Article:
reader idea: helping students discover and write about the issues that matter to them - smart boar

reader idea: helping students discover and write about the issues that matter to them - smart board reviews

by:ITATOUCH     2020-03-17
reader idea: helping students discover and write about the issues that matter to them  -  smart board reviews
Throughout the week, we were preparing for the 6 th annual student editing contest, releasing relevant ideas from teachers engaged in essay writing.
This is the work of two teachers from Newburgh. Y.
, Means the use of, to help students "break through the echo room" research and writing hot
Button problem, this is written by a teacher in Greenwich, Connecticut.
About his project "follow the columnist.
But our last game in the series is most closely related to the game itself.
Beth Pandolpho, language and art teacher at West Windsor-
North, Plainsboro High School, New Jersey, writes how she leads students through the process of finding and honing themes, and then writes, modifies and submits final drafts for our student challenges.
Enjoy, see the contest announcement itself for links to all the teaching materials related to this topic.
Do you have any thoughts on the teaching of the times?
Please let us know here.
You can also browse through all our great ideas from our readers.
Writing for a real audience, talking about when students write questions that are important to them for a real audience, they suddenly care about complex rhetorical movements, carefully select their words, and a strong rebuttal.
When they really want to change, they are willing to read about the topic, watch the TED talk I recommend, and think about the other side of the issue with curiosity and suspicion.
When students are engaged in writing, we have a rich and detailed conversation about the best way they can change the reader's mind.
Providing choices wisely is a powerful driving force.
Here's how I use the New York Times Learning Network's annual student editing contest to motivate my students to share their insights and perspectives outside of our class, because I feel strongly that the world needs to hear what they have to say.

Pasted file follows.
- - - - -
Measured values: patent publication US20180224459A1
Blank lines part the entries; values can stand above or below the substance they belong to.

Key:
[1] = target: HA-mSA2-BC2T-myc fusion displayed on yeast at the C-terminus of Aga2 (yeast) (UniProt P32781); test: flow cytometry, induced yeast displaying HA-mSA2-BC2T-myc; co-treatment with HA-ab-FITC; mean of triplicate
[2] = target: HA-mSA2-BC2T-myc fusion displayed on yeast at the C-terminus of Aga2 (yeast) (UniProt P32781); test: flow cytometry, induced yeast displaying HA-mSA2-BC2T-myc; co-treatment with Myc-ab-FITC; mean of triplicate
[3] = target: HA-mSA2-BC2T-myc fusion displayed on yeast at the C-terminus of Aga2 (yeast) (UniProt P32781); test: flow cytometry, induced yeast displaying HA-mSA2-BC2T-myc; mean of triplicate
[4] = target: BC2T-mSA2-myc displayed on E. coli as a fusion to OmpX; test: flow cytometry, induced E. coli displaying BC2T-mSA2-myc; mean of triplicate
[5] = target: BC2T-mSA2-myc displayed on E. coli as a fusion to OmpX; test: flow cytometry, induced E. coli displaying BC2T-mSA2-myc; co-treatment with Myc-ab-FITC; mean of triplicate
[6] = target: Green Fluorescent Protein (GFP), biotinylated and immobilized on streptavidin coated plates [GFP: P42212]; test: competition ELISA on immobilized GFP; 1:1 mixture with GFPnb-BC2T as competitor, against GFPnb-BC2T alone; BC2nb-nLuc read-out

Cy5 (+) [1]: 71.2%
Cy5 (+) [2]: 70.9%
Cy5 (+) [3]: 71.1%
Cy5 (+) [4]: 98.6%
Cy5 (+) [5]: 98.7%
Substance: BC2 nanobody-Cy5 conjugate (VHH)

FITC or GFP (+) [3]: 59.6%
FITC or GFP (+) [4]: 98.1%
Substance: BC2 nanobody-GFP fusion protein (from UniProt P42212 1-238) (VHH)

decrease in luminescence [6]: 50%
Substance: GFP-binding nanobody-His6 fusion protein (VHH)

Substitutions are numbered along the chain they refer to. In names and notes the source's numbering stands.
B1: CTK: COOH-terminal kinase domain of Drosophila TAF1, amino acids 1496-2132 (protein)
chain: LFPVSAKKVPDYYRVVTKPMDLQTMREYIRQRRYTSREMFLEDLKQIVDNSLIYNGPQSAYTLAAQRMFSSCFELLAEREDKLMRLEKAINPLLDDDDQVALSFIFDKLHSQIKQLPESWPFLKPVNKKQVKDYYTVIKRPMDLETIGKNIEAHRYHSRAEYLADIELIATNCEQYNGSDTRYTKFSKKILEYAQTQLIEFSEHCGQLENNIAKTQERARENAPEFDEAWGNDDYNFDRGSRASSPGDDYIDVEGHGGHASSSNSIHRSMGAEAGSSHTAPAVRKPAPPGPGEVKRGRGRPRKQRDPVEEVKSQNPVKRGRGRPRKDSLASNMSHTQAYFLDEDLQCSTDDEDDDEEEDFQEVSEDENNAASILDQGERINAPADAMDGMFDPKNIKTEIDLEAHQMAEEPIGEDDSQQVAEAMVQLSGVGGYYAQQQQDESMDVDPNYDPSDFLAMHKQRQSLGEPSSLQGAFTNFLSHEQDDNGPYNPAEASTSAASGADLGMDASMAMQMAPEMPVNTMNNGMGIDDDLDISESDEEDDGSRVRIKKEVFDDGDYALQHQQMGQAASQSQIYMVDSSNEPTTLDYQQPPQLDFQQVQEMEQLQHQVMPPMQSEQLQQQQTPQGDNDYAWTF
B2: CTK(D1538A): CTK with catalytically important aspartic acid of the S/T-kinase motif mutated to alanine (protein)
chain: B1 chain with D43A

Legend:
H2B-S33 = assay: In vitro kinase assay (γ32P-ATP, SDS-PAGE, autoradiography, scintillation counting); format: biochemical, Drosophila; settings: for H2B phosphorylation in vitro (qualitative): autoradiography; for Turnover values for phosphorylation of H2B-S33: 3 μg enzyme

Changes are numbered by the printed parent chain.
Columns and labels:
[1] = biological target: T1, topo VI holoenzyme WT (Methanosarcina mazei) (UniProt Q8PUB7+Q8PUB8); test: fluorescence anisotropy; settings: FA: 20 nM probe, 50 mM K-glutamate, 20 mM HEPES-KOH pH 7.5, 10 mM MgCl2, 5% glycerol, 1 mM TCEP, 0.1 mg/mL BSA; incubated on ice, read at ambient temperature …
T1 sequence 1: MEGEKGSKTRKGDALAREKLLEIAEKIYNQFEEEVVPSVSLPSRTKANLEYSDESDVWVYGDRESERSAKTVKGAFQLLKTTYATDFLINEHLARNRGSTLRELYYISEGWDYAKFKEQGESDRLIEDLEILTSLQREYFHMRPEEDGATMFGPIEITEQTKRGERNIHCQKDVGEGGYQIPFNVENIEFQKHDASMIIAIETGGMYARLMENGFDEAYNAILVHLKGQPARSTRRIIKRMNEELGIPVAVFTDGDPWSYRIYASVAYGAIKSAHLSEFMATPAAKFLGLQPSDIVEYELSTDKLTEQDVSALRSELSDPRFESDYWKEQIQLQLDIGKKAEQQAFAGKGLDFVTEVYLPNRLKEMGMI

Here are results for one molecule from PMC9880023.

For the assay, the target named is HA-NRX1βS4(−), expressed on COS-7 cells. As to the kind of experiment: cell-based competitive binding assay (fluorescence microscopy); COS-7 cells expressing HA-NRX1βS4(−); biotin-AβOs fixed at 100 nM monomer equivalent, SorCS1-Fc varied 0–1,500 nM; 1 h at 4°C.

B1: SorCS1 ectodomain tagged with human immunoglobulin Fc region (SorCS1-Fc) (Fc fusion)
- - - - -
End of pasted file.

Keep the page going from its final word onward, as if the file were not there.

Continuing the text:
I started talking about editorial writing and urged students to choose a question that is not only important to them, but will ignite their head.
In order to stimulate their interest, I shared with them many questions that annoyed me.
"How exactly does social media make people feel more connected to each other?
Everyone is looking down at the phone instead of looking at each other!
My favorite part of social media is to see the smiling faces of those I think are my friends and I am not invited to the party!
Is everyone really happy except me?
They laughed, but they knew I was not joking.
I soon talked about another issue that frustrated me.
"Like standardized testing?
How do we measure everyone's abilities in one exam?
May students feel more nervous than they are now?
How to learn in class to help anyone?
Isn't it difficult enough as a teenager to create more tests to measure their value?
"In my long story, my face began to turn red and they began to understand the fire and anger I was looking.
I tend to be very dramatic in order to motivate them to argue endlessly.
I tend . . . . . . Everything keeps an exaggerated attitude, but this quality is good for me and brings excitement to my students.
When David Brooks wrote, "what the teacher really teaches is himself --
They have an infectious passion for their subjects and students.
"I'm not pretending that I'm passionate about students writing a strong argument to the New York Times on a question that's important to them, I certainly wouldn't pretend I was passionate about the possibility that they were published.
I think it's important and they know it very well.
As I share Anne Lamot's words about writing from her book bird-to-bird, I continue to advance inspirational speeches.
There is a risk of being disliked, she said.
Tell the truth according to your understanding.
If you are a writer, you have a moral obligation to do so.
This is a revolutionary action.
Truth is always subversive.
We break these threads together to discuss why we have a moral obligation to discuss the corresponding issues and why doing so causes people to dislike us, and why the truth is subversive to those who don't believe it.
After this conversation, they are ready to begin.
Discover and narrow TopicsI using the many resources provided by the Learning Network to support the game, including questions and suggestions at the webinar with Nicholas Kristoff (
Can still be viewed on demand)